Editor’s note: The Riverside County Registrar of Voters Office says there are about 100,000 votes yet to count, therefore, results for individual precincts are not available.
As of 6 p.m. Friday, June 10, 280,000 Riverside County votes had been counted. The countywide turnout was about 31 percent. This exceeds the turnout in the 2014 primary when county turnout was a total of 198,000 voters (22 percent) and the last presidential primary in 2012, when 238,000 county residents voted (28 percent).
The statewide turnout (as of noon, Monday, June 13) was about 37 percent of registered voters.
According to the Secretary of State, Hillary Clinton easily won the California Democratic Presidential Primary. With 100 percent of all precincts reporting, she garnered 2.1 million votes, about 475,000 more than Sen. Bernie Sanders, to win the primary with 56 percent of the ballots cast in her favor.
Clinton’s win dominated statewide. Sanders prevailed in only three districts and Clinton earned more than 60 percent of the vote in six of the state’s 53 congressional districts. In District 36, which includes the Hill, she had 65.7 percent of the vote, which was the highest percentage of all the districts. Riverside County voters gave Clinton nearly 60 percent of their votes.
In the Republican primary, for which Donald Trump had already claimed the nomination, he easily received the majority of votes. Statewide, nearly three-quarters of Republican voters cast a ballot for him. John Kasich was second with 11 percent of the vote and Ted Cruz was third with 9 percent.
In Riverside County, Trump’s support was slightly higher at 82 percent and Kasich was second at 7.4 percent, narrowly beating Cruz by 200 votes.
In the race to replace retiring U.S. Senator Barbara Boxer, state Attorney General Kamala Harris collected 40 percent of the vote among 34 candidates. The second-highest vote getter is a fellow Democrat, Congresswoman Loretta Sanchez, who received 18.4 percent of the vote. Duf Sundheim was the leading Republican with 8 percent of the total state vote.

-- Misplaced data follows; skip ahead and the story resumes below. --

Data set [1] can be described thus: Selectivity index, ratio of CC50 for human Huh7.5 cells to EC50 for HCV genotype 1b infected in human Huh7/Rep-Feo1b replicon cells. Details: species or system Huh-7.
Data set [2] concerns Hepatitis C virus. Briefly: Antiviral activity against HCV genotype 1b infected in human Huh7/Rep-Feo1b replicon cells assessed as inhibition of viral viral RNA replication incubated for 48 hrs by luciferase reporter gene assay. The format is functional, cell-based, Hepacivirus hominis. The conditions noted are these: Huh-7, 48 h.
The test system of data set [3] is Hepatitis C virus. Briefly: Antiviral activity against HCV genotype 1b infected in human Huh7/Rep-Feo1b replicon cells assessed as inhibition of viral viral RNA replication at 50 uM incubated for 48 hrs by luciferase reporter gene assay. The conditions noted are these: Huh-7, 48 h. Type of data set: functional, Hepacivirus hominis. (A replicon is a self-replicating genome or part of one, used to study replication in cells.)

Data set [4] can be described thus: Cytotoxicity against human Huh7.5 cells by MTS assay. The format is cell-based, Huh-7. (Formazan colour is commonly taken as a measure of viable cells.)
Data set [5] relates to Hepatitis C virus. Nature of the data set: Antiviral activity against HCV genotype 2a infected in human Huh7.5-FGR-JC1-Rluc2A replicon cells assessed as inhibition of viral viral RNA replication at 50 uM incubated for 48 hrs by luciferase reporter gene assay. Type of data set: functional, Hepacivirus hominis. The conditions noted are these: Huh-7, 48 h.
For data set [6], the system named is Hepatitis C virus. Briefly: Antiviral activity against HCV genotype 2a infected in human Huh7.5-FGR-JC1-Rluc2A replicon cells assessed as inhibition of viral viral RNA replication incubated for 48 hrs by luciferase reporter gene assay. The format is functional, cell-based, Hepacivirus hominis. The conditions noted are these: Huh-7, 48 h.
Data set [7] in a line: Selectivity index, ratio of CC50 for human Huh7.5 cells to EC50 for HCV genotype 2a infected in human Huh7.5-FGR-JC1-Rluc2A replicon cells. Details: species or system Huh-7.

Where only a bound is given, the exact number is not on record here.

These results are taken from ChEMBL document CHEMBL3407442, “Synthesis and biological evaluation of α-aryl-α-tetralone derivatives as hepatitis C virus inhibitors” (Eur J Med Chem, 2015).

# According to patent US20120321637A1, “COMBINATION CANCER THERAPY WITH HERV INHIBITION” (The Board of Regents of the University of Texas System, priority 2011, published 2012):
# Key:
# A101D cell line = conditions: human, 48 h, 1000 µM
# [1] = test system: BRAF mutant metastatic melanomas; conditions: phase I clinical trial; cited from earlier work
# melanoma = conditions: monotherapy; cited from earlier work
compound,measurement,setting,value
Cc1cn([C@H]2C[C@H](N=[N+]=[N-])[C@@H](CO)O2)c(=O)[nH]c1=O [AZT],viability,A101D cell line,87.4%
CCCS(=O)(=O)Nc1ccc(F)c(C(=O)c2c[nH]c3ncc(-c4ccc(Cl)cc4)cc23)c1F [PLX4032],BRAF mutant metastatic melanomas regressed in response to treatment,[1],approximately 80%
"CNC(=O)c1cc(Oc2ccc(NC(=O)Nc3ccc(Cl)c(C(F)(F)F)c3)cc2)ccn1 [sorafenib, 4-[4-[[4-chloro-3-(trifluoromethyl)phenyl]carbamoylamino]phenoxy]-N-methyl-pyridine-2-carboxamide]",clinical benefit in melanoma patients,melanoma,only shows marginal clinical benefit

Riverside County voters gave Harris only 29 percent of the vote and Sanchez finished with 19 percent. Sundheim was still the leading Republican with 12 percent of the total vote.
In a top-two election, the two candidates with the most votes, regardless of party, face off in the general election. Thus, Harris and Sanchez, both Democrats, will vie to replace Boxer in the U.S. Senate next December.
Proposition 50, which would authorize suspending certain legislators, was easily approved, receiving 75.4 percent of the vote statewide and 73.5 percent in Riverside County.
3rd District Supervisor
The race for the county’s 3rd District supervisor will continue to the November election. Incumbent Chuck Washington was the leading vote getter with 40 percent. Challenging him in the fall campaign will be Hemet City Councilwoman Shellie Milne who received 31.6 percent of the vote. Randon Lane, the Murrieta mayor, trailed Milne by 1,780 votes. His total was 28.4 percent.
Until a final tally is available, Milne is not ready to declare victory. On Tuesday morning, she said, “We still have ballots to count countywide, but our trending has been solid ... We are forgoing all the celebrations until the last ballot is counted ... I am cautiously optimistic, though. “
Washington, a clear victor going onto November said, “I am feeling confident for the November election, in part due to my 15 months of experience as the county supervisor and nearly 12 years of success as a Temecula councilman. I did not expect to see Milne defeat Lane … largely because Mayor Lane has been a part of Murrieta’s success for nearly eight years …”
In the other supervisorial race, 1st District Supervisor Kevin Jeffries easily was re-elected with nearly 60 percent of the vote.
Congressional District 36
U.S. Congressman Dr. Raul Ruiz was the leading vote getter with 57 percent of ballots cast. But in a top-two race in November, he will still face State Sen. Jeff Stone, who received 33 percent. In a distant third-place finish with 10 percent was Stephan “Steven” Wolkowicz.
State Assembly District 71
Most of State Assembly District 71 is in San Diego County, but a small portion of Riverside County, including the Hill precincts, are in the district. All three candidates seeking to replace term-limit Assemblyman Brian Jones are Republican.
Randy Voepel gained 60 percent of all votes, followed by Leo Hamel with 28 percent, although he said before the election that he had withdrawn from the race. Tony Teora trailed in third with 12 percent.
In Riverside County, the order was the same, but Voepel’s support was barely 52 percent and Hamel earned 33 percent of the vote.